THE BUILD UP - Phillip Gwynne
Nailing my colours firmly to the aerial of the ute, I love a book that evokes a place and a people strongly. THE BUILD UP is set in and around Darwin in Australia's Northern Territory. A bit of a frontier town - they have a habit of referring to other states as "the shoe wearing states". Darwin's always been just that bit different from the rest of Australia - it's tropical, it's closer to Asia than to most other Australian capital cities, and it used to be a town where cultures intermingled comfortably (probably still is - it's been a long time between visits).
Dusty's star has been waning a bit in the NT police. The failure to resolve a high profile missing female honeymooner rankles with her - and with her boss - The Big C (Commissioner of NT Police). The report of a body found in a billabong by a local fisherman might be the feather in the cap she needs, but everyone gets considerably more jaundiced about Dusty when the body disappears. It would have helped if she'd got the full name of her other witness, a German backpacker - but then she wasn't all that interested in his name when she picked him up in the pub the night before. To make matters worse, when a body is found in the desert and it looks like it's the missing honeymooner - Dusty is more than bloody annoyed that she's taken off that case and assigned to sorting out Case Exhibits. (Nobody has yet quite forgotten the exhibit mess that was revealed during the Dingo and baby case years ago). Toying with the idea of leaving the police, leaving the Territory, staying in both, dealing with her mother, her childless state - the fact that the man who is her true soulmate is gay, well, life with Dusty has that certain edge to it.
THE BUILD UP refers to that period between the Dry Season and the Wet - as the atmospheric pressure builds up, just before the rains start, when the locals get a bit antsy. Where THE BUILD UP really really works is in the way that it evokes the people and the place. You can feel the air getting heavier, stickier, oppressive. You can smell the way that the humidity swirls around you, mixed with the scent of the tropical flowers, the overripe mangoes, the Thai food, the unwashed backpackers, the beer and smoke of the pubs. You can see the way that the dark clouds roll in off the sea, and the lightening that flickers in the sky - teasing with a hint that the Wet is coming. You can see the people getting ratty, tense, slightly daft. You can sense the changes in Darwin since the early days of settlement, since Cyclone Tracy wiped out large parts of the city. You can roar with laughter at the idea that somebody would name their daughter after that devastating event. You can hear the combinations of accents - the cops, the absoluties, the Long Grassers, the Thais, the Vietnamese, the backpackers from all over the world.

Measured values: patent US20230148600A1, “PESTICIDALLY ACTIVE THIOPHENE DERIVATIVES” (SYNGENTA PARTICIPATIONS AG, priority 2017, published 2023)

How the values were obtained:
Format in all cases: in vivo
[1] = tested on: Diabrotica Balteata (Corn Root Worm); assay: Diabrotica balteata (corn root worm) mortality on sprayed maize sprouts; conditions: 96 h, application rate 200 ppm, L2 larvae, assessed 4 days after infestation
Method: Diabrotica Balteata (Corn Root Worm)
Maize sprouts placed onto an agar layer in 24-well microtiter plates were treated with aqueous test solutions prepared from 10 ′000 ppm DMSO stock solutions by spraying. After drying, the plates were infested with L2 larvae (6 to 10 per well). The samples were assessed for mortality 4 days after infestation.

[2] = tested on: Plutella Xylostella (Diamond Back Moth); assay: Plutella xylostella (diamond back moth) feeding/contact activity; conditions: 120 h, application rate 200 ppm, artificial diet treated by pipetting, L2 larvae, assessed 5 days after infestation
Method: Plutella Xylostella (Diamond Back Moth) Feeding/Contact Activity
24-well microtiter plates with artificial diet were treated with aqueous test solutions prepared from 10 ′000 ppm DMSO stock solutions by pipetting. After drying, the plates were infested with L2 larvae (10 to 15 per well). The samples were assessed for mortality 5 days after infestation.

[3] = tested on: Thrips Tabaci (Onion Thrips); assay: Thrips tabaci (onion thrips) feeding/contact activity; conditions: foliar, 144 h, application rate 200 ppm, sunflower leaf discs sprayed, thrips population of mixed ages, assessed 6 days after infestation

You're probably not going to be reading THE BUILD UP just for the plot - it's not bad, but there is some maverick behaviour going on that lovers of a traditional police procedural are going to find hard to swallow. You're definitely not going to be reading THE BUILD UP if you're into the idea of romance - the sex in this book is not intended to lead to a long-term relationship and picket fences all round. You definitely are not going to be reading this book if strong language and a hefty dose of slang is going to throw you. But given this book gets the highest possible rating from me - two nights of leftovers or takeway, I'm NOT putting this thing down to cook dinner - you should be reading this book if you want something that will give you a short, sharp, funny, realistic and sympathetic view of a world that rings a lot of bells with me, and hopefully is still up there - quietly sweating away in the build up to the wet.
For Detective Dusty Buchanon, a female cop in the very male world of the Northern Territory Police Force, it always pays to expect the unexpected.
During the stifling pre-monsoon season known as The Build Up, a body is found in a billabong near a Vietnam veterans' camp site. To Dusty it's the chance she's been looking for: a spectacular case to revive her flagging career.